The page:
The views and opinions expressed here are those of the author and do not necessarily reflect the position of the American Task Force on Lebanon. 

Economic Bits of Interest

I am an avid reader of “Lebanon This Week,” a weekly, English-language report published by the Byblos Bank Economic Research and Analysis Department headed by our colleague Nassib Ghobril. Focused on a higher level of detail concerning the Lebanese banking and financial sectors, the report is meant to be read by watchers of Lebanon seeking clarity on what’s going on; it is not meant to gloss over the challenges.

There are several items of interest from the November 27, 2021 edition that are worth sharing and analyzing, given what it tells us about the state of ‘resilience’ in the Lebanese economy and whether or not that descriptor is even appropriate. The first note comes from the Milken Institute’s Global Opportunities Index (GOI) which identified the investment climate in 143 countries to help foreign investors decide on where to place their money. In 2021, Lebanon has slid down 19 places, from 87th to 106th worldwide, as well as down two places among Arab countries, now in 10th place.

This may not sound that worrisome given the state of the global economy, but when you note that its ranking puts Lebanon ahead of Zambia, Uganda, and the Gambia, and behind Laos, Nepal, and Guyana, then you can imagine how investment dollars flow away from Lebanon without hesitation. Within the Arab world, Lebanon only placed ahead of Algeria, Sudan, Mauritania, and Yemen. This ranking speaks for itself.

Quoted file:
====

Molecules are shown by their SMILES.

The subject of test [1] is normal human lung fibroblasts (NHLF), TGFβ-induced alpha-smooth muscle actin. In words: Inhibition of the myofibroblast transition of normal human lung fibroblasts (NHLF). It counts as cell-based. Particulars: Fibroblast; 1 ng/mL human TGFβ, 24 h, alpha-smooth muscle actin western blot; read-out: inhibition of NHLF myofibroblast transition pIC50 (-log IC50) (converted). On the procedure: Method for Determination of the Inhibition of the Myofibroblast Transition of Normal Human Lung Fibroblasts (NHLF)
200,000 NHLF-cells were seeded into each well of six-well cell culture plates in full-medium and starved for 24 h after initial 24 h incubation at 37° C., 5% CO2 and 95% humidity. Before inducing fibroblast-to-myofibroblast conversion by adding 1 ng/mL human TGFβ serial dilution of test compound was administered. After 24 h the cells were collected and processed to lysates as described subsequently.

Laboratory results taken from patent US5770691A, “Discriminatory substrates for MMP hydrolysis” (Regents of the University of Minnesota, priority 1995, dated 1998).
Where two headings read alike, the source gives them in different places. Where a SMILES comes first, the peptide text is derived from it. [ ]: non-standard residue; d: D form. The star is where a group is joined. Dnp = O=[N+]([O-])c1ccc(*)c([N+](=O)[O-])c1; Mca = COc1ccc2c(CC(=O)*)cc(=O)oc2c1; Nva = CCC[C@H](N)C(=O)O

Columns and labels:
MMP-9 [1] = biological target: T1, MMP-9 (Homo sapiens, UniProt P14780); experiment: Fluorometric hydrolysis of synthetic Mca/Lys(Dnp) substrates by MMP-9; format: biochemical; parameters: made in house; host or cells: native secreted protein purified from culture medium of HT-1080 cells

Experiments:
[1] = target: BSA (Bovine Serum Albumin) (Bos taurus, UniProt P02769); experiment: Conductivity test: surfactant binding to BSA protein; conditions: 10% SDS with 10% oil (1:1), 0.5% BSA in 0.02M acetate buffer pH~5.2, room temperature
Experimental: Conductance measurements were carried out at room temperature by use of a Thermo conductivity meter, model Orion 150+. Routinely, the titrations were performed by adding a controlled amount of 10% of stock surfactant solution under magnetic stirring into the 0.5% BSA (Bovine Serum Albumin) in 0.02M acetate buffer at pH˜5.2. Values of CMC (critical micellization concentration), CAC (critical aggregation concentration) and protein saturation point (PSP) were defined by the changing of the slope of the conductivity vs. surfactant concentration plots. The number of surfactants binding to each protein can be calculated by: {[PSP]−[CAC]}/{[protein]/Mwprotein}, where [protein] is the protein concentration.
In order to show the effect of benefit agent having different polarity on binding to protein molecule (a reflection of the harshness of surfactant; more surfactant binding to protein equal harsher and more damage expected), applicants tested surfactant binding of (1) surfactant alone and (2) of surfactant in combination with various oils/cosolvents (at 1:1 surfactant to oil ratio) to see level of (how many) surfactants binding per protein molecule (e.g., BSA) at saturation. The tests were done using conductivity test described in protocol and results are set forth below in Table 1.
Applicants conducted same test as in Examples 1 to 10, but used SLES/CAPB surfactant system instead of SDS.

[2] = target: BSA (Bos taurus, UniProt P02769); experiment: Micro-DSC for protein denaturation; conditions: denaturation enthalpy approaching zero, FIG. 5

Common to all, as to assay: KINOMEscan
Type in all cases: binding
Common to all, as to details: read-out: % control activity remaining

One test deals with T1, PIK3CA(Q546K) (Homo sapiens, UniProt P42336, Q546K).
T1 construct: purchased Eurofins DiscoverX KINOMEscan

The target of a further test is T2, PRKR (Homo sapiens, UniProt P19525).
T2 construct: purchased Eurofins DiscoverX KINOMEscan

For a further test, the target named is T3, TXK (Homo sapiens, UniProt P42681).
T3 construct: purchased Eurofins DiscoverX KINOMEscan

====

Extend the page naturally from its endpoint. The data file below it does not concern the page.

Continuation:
The Index is made up of 96 variables ranked in five categories, and Lebanon did not do well in any of them. In fact, in the category measuring how well the government supports business,Lebanon only placed ahead of these same four countries in the Arab world. It was the highest ranking it received among Arab countries, which equated to 71st globally: ahead of Guinea, Bangladesh, and Lesotho, and behind Sierra Leone, Belize, and Uganda.

The bottom line is that the reforms being called for by international donors are not extreme, as Lebanon is competing globally for investment dollars which respond positively to a supportive business environment, sound judicial and legal structures, and national capacity for innovation and development.

This challenging assessment and current economic malaise were also mentioned by the Consultative Group (CG) made up of the EU, UN, the Lebanese government, and civil society organizations to support the implementation of the Reform, Recovery, and Reconstruction Framework (3RF). Grounded in the initiative of French President Macron, it called on the government to adopt the reforms outlined in an IMF framework and to maximize the benefits of the Special Drawing Rights (SDR) received from the IMF in September.

Among specific sectors receiving attention were housing recovery, post-Port explosion reconstruction, the need for a transparent national budget, strengthening the social safety net, strategies for the recovery of micro and small business enterprises, enactment of laws that support business competition and debt issues, drafting of laws related to enabling the new public procurement law, and other initiatives aimed at supporting rebuilding and recovery following the Beirut Port explosion. The CG, using World Bank figures, puts the physical costs at some $4.6 billion.

On a more positive note, the Association of Banks in Lebanon (ABL) reached an agreement with the military and security services to grant a one year grace period to all members of the security services on their housing loan payments. This covers servicemembers in the LAF, ISF, and General Security and State Security personnel, totalling almost $1.2 billion in mortgages.

A second licensing round for offshore oil and gas explorationhas been opened with a closing date of June 15, 2022. The deadline has been extended three times since January 2020 as investors are looking for Lebanon and Israel to settle their maritime boundary before venturing into the bidding.